LA: We have heard several female managing partners of law firms in Western countries state that structural factors or “accepted concepts” are working against women in law. Being a female managing partner in an emerging economy do you share the same experiences?

AM: Well, truth be told there are many stereotypes that work against women in the legal fraternity. For example, there are people who prefer to hire men because they believe that they are more intelligent or better able to assist them in their business transactions. I don’t like to dwell on that because despite these stereotypes I am here running an ever-expanding law firm and so are many other women. This shows that we can overcome.

LA: Which lawyers inspire you? Did you have a mentor in the profession?

AM: I do not necessarily have a mentor in my profession. There are a couple of people that I draw strength from. I am more of a believer that we cannot be the same and there is no one person who I can really say shapes one, it’s a combination of many things. In all, I try to be the authentic me in everything I do.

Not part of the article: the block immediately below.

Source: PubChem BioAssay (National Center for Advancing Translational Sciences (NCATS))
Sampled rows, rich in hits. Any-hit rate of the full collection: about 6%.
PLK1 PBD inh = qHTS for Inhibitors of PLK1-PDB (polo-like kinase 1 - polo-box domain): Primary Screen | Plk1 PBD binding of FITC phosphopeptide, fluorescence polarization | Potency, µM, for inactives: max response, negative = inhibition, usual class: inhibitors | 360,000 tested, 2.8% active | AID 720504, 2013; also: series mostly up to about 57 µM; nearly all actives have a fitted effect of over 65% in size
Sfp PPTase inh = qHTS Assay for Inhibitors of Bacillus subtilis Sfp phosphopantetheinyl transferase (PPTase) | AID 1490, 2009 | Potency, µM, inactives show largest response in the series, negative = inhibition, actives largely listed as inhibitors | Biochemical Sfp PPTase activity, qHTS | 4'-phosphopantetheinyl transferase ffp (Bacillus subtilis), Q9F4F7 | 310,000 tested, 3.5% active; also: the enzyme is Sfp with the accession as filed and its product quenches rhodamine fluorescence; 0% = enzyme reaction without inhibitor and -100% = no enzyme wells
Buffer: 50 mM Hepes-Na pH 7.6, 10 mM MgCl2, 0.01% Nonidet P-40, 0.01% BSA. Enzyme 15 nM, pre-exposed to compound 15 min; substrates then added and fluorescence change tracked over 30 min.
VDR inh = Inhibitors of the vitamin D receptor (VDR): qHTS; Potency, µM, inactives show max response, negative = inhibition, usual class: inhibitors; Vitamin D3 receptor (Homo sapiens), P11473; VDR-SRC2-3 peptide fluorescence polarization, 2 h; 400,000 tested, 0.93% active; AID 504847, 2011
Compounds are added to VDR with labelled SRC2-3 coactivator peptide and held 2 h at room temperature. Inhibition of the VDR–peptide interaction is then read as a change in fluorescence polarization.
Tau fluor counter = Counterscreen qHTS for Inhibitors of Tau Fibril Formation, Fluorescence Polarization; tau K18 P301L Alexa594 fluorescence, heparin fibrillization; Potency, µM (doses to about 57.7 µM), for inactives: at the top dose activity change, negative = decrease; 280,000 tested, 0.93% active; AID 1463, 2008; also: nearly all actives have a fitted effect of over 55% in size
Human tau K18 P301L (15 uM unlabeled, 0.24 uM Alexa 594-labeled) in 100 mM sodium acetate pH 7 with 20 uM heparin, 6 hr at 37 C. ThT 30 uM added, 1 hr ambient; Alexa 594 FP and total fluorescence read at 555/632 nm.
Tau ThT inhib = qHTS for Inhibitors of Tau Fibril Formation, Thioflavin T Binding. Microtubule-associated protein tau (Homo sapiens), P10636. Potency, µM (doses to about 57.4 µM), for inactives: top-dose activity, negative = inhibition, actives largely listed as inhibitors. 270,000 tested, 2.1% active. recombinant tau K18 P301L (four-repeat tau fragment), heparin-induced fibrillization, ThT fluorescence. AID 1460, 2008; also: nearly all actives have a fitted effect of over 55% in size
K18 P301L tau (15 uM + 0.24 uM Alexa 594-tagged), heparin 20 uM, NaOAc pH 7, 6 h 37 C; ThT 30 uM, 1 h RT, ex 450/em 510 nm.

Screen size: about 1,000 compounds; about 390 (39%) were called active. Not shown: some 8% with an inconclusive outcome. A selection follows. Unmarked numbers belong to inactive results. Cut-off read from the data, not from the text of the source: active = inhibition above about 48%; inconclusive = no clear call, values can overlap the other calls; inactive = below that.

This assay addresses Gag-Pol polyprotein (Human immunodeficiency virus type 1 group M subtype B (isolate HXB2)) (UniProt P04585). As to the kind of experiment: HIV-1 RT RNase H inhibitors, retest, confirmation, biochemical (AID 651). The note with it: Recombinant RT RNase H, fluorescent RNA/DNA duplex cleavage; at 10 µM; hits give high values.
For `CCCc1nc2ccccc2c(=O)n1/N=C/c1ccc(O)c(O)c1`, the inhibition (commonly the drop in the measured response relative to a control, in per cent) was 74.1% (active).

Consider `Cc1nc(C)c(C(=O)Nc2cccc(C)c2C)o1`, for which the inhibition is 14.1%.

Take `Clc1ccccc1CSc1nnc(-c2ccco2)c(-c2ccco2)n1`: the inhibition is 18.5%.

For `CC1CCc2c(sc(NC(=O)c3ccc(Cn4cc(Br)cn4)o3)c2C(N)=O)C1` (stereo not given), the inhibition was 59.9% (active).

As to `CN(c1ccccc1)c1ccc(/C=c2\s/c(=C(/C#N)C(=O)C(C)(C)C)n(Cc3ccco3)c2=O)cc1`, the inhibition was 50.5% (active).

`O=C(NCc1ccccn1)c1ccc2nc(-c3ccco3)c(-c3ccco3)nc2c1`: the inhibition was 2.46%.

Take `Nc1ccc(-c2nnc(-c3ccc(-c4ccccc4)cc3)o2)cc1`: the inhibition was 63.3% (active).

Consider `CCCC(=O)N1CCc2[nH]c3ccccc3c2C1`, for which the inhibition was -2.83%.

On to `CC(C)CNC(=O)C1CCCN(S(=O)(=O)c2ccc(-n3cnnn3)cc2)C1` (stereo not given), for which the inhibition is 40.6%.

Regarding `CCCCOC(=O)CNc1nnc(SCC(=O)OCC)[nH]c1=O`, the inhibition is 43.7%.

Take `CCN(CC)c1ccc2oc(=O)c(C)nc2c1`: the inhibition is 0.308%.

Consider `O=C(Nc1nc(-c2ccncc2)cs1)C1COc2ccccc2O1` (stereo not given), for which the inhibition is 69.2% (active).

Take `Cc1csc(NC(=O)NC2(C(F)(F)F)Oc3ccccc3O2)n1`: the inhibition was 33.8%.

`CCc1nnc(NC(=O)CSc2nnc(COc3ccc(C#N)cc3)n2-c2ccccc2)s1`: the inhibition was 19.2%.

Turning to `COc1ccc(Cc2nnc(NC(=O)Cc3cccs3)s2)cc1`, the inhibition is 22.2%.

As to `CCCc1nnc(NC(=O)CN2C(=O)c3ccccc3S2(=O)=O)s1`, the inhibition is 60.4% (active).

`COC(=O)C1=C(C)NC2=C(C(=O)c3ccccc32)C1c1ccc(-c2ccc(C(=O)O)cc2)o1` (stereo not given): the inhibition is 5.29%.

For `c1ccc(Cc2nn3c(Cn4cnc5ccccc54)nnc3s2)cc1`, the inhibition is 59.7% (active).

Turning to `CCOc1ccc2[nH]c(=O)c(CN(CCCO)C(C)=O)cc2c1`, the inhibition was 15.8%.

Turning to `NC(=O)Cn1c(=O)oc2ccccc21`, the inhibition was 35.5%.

LA: Among the leading law firms in Zambia, there are women leaders, although not a significant majority. Do you think there will be more women legal leaders in the future? What steps should the legal industry adapt to make that a reality?

LA: How is AMLP nurturing interns and law students and those early in their career?

AM: In our strategic Plan, AMLP has developed an internship program that aims at training interns to get the best out of these programs. We do not take internship programs lightly and our doors are open to interns that are those that are still at university and those preparing for their Bar Exams. We believe that today’s interns are AMLP’s future lawyers who will add up to the big numbers in the coming years which is already a part of our strategic plan. We believe that our interns are our Ambassadors and our internship programs are our best bet to recruit only the best.